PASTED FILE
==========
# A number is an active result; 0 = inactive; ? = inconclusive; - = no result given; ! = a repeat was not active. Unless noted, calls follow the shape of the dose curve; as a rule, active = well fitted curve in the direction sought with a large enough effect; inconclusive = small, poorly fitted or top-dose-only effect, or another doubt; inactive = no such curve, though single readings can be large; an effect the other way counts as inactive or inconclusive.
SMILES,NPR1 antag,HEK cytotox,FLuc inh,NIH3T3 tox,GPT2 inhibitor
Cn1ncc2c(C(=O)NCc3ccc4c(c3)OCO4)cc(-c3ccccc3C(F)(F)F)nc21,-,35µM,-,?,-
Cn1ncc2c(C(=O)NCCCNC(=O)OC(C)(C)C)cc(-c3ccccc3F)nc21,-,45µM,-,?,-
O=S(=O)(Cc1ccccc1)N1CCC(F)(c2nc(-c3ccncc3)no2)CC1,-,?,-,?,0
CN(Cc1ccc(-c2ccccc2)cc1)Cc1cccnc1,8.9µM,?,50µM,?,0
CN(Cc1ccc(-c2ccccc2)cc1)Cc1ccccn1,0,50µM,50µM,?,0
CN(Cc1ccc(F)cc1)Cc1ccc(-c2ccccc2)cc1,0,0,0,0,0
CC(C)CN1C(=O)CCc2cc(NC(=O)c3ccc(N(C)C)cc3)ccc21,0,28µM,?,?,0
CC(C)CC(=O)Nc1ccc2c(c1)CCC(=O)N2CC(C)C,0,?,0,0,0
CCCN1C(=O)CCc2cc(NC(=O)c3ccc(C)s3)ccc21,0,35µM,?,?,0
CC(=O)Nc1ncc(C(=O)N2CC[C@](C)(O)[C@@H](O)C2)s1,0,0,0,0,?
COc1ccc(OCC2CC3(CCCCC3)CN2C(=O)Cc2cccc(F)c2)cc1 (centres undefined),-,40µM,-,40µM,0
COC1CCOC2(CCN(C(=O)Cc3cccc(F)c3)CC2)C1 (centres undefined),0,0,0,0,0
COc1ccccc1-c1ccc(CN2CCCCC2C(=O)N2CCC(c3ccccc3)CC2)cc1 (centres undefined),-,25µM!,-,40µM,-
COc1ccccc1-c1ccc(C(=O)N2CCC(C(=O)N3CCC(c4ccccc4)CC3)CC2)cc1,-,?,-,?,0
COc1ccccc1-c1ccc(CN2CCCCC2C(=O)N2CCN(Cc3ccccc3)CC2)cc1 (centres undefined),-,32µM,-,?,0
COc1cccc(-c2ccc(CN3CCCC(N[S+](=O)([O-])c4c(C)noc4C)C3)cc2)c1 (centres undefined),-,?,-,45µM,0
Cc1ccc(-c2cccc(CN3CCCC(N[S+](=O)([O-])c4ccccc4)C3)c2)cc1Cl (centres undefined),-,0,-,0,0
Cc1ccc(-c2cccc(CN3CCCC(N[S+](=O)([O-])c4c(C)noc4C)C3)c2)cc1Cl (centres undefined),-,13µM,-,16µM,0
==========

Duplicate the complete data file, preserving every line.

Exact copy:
# A number is an active result; 0 = inactive; ? = inconclusive; - = no result given; ! = a repeat was not active. Unless noted, calls follow the shape of the dose curve; as a rule, active = well fitted curve in the direction sought with a large enough effect; inconclusive = small, poorly fitted or top-dose-only effect, or another doubt; inactive = no such curve, though single readings can be large; an effect the other way counts as inactive or inconclusive.
SMILES,NPR1 antag,HEK cytotox,FLuc inh,NIH3T3 tox,GPT2 inhibitor
Cn1ncc2c(C(=O)NCc3ccc4c(c3)OCO4)cc(-c3ccccc3C(F)(F)F)nc21,-,35µM,-,?,-
Cn1ncc2c(C(=O)NCCCNC(=O)OC(C)(C)C)cc(-c3ccccc3F)nc21,-,45µM,-,?,-
O=S(=O)(Cc1ccccc1)N1CCC(F)(c2nc(-c3ccncc3)no2)CC1,-,?,-,?,0
CN(Cc1ccc(-c2ccccc2)cc1)Cc1cccnc1,8.9µM,?,50µM,?,0
CN(Cc1ccc(-c2ccccc2)cc1)Cc1ccccn1,0,50µM,50µM,?,0
CN(Cc1ccc(F)cc1)Cc1ccc(-c2ccccc2)cc1,0,0,0,0,0
CC(C)CN1C(=O)CCc2cc(NC(=O)c3ccc(N(C)C)cc3)ccc21,0,28µM,?,?,0
CC(C)CC(=O)Nc1ccc2c(c1)CCC(=O)N2CC(C)C,0,?,0,0,0
CCCN1C(=O)CCc2cc(NC(=O)c3ccc(C)s3)ccc21,0,35µM,?,?,0
CC(=O)Nc1ncc(C(=O)N2CC[C@](C)(O)[C@@H](O)C2)s1,0,0,0,0,?
COc1ccc(OCC2CC3(CCCCC3)CN2C(=O)Cc2cccc(F)c2)cc1 (centres undefined),-,40µM,-,40µM,0
COC1CCOC2(CCN(C(=O)Cc3cccc(F)c3)CC2)C1 (centres undefined),0,0,0,0,0
COc1ccccc1-c1ccc(CN2CCCCC2C(=O)N2CCC(c3ccccc3)CC2)cc1 (centres undefined),-,25µM!,-,40µM,-
COc1ccccc1-c1ccc(C(=O)N2CCC(C(=O)N3CCC(c4ccccc4)CC3)CC2)cc1,-,?,-,?,0
COc1ccccc1-c1ccc(CN2CCCCC2C(=O)N2CCN(Cc3ccccc3)CC2)cc1 (centres undefined),-,32µM,-,?,0
COc1cccc(-c2ccc(CN3CCCC(N[S+](=O)([O-])c4c(C)noc4C)C3)cc2)c1 (centres undefined),-,?,-,45µM,0
Cc1ccc(-c2cccc(CN3CCCC(N[S+](=O)([O-])c4ccccc4)C3)c2)cc1Cl (centres undefined),-,0,-,0,0
Cc1ccc(-c2cccc(CN3CCCC(N[S+](=O)([O-])c4c(C)noc4C)C3)c2)cc1Cl (centres undefined),-,13µM,-,16µM,0